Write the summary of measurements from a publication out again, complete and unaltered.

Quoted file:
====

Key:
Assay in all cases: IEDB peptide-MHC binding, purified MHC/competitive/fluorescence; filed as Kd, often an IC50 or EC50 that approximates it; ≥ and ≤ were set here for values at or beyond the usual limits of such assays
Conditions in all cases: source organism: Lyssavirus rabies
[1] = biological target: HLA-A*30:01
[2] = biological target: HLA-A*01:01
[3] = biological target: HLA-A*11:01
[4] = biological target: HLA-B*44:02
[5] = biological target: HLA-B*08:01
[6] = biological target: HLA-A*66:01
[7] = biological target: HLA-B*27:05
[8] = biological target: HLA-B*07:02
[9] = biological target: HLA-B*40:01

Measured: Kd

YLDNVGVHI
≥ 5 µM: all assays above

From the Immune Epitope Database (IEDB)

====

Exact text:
Key:
Assay in all cases: IEDB peptide-MHC binding, purified MHC/competitive/fluorescence; filed as Kd, often an IC50 or EC50 that approximates it; ≥ and ≤ were set here for values at or beyond the usual limits of such assays
Conditions in all cases: source organism: Lyssavirus rabies
[1] = biological target: HLA-A*30:01
[2] = biological target: HLA-A*01:01
[3] = biological target: HLA-A*11:01
[4] = biological target: HLA-B*44:02
[5] = biological target: HLA-B*08:01
[6] = biological target: HLA-A*66:01
[7] = biological target: HLA-B*27:05
[8] = biological target: HLA-B*07:02
[9] = biological target: HLA-B*40:01

Measured: Kd

YLDNVGVHI
≥ 5 µM: all assays above

From the Immune Epitope Database (IEDB)